Adding Spaces in Front of Capital Letters

by Allen Wyatt
(last updated January 12, 2019)


Muhammad has a long list of company names in a worksheet. Each company's name has somehow had all spaces removed, so that (for example) they appear as "AstroPhysics" instead of "Astro Physics." Muhammad needs a way to process all the company names to insert a single space between any occurrence of a capital letter, except for the first letter in the cell. He wonders if there is an easy way to do this.

There are a few ways that you can go about adding the spaces. Before getting to the inevitable macro-based solutions, you might want to examine the company names. It could be that there is simply a non-printing character between each word in the name, instead of a space. You can determine this by editing the cell, positioning the insertion point a few characters before a capital letter, and then pressing the right arrow several times. You should see the insertion point move a single space to the right after each press; if it seems to "hesitate" where the space should be, then there is a non-printing character there.

In this case, the best solution is to do a Find and Replace operation to replace the non-printing character with an actual space. (You can select the non-printing character—hold down the Shift key as you press the right arrow over where you believe it to be—and copy it. Then paste it into the Find What box to do your search.)

Assuming the data doesn't have any non-printing characters in it, you might also try using a non-macro approach. Perhaps the simplest approach is to add a helper column or two. In the first you can enter a formula to figure out the position of the second uppercase letter within the company name. Assuming the company name is in cell A1, the formula, which follows, should be entered as an array formula:


If this formula was entered into cell B1, then you could use the following to insert the space into the original company name:

=LEFT(A1,B1-1)&" " & RIGHT(A1,(LEN(A1)-B1)+1)

There is a huge drawback to this approach, however: It assumes that your original data follows a very strict format. It works marvelously with company names that start with a capital letter and that require the insertion of only a single space. If the name doesn't fit these parameters, then it won't work as expected.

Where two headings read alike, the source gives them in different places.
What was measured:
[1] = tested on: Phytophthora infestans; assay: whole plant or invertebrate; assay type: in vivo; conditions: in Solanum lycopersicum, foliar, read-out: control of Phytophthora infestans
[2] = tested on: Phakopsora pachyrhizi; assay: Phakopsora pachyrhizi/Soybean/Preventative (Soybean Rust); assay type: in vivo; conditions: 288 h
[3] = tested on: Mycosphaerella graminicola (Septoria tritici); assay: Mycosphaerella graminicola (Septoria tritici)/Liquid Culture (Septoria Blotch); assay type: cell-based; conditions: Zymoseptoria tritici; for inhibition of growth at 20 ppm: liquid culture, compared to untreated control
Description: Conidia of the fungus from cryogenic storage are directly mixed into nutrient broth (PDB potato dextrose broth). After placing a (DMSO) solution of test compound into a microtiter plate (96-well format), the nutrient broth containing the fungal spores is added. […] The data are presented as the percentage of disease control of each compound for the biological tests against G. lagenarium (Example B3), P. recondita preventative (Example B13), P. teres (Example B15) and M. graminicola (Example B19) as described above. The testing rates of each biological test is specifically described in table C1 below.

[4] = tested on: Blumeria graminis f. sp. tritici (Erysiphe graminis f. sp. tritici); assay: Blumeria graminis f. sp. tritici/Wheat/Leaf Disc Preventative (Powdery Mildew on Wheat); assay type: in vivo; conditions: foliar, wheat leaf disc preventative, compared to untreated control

Of course, you can overcome these issues if you use a macro to insert the spaces. The following is a simple approach that looks at each character in the cell. If the character is an uppercase letter, then a space is inserted before the character. When the macro is done, the string is stuffed back into the cell.

Function Add_Spaces(ByVal sText As String) As String
   Dim CharNum As Long
   Dim FixedText As String
   Dim CharCode As Long

   FixedText = Left(sText, 1)

   For CharNum = 2 To Len(sText)
      CharCode = Asc(Mid(sText, CharNum, 1))
      If CharCode >= 65 And CharCode <= 90 Then
         FixedText = FixedText & " " & Mid(sText, CharNum, 1)
         FixedText = FixedText & Mid(sText, CharNum, 1)
      End If
   Next CharNum

   Add_Spaces = FixedText
End Function

Using the macro is simple; if the company name is in cell A1, then the following is used:


A more compact approach is to rely on regular expressions to locate the capital letters and insert a space, as shown in the following:

Function SplitCaps(str As String) As String
    Dim objRegex As Object
    Set objRegex = CreateObject("vbscript.regexp")

    With objRegex
        .Global = True
        .Pattern = "([a-z])([A-Z])"
        SplitCaps = .Replace(str, "$1 $2")
    End With
End Function

This particular macro technique requires that you enable regular expressions. You do this in the VB Editor by choosing Tools | References and then scrolling through the available references to locate the Microsoft VBScript Regular Expressions 5.5 option. Make sure the check box to the left of the reference is selected, then click OK. You can then utilize the SplitCaps function from within Excel in the same way you could use the Add_Spaces function.

Of course, the appropriateness of any approach will depend, in large part, on the characteristics of the data you are working with. If your original company names include multiple sequential capital letters (such as "ABCCorp.") then you will end up with too many spaces in your output, such that "ABCCorp." becomes "A B C Corp." instead of "ABC Corp.". Also, non-letter characters may throw a wrench in the works such that "H&M" becomes "H& M" or remains as "H&M" (depending on the macro approach you use).

In an effort to overcome some of these odd-ball company names, you might try a different macro approach that checks to see if there are multiple sequential capital letters and adjusts the output accordingly.

Sub AddSpaces()
    Dim i As Integer
    Dim j As Integer
    Dim PriorCap As Boolean
    Dim temp As String

    j = 1

    Do While Cells(j, 2) <> ""
        Cells(j, 3) = ""
        PriorCap = True
        For i = 1 To Len(Cells(j, 2))
            Select Case Mid(Cells(j, 2), i, 1)
                Case "A" To "Z", "-"
                    If PriorCap = False Then
                        Cells(j, 3) = Cells(j, 3) & " " & _
                          Mid(Cells(j, 2), i, 1)
                        Cells(j, 3) = Cells(j, 3) & _
                          Mid(Cells(j, 2), i, 1)
                    End If
                    PriorCap = True
                Case Else
                    Cells(j, 3) = Cells(j, 3) & _
                      Mid(Cells(j, 2), i, 1)
                    PriorCap = False
            End Select
        Next i
        j = j + 1
End Sub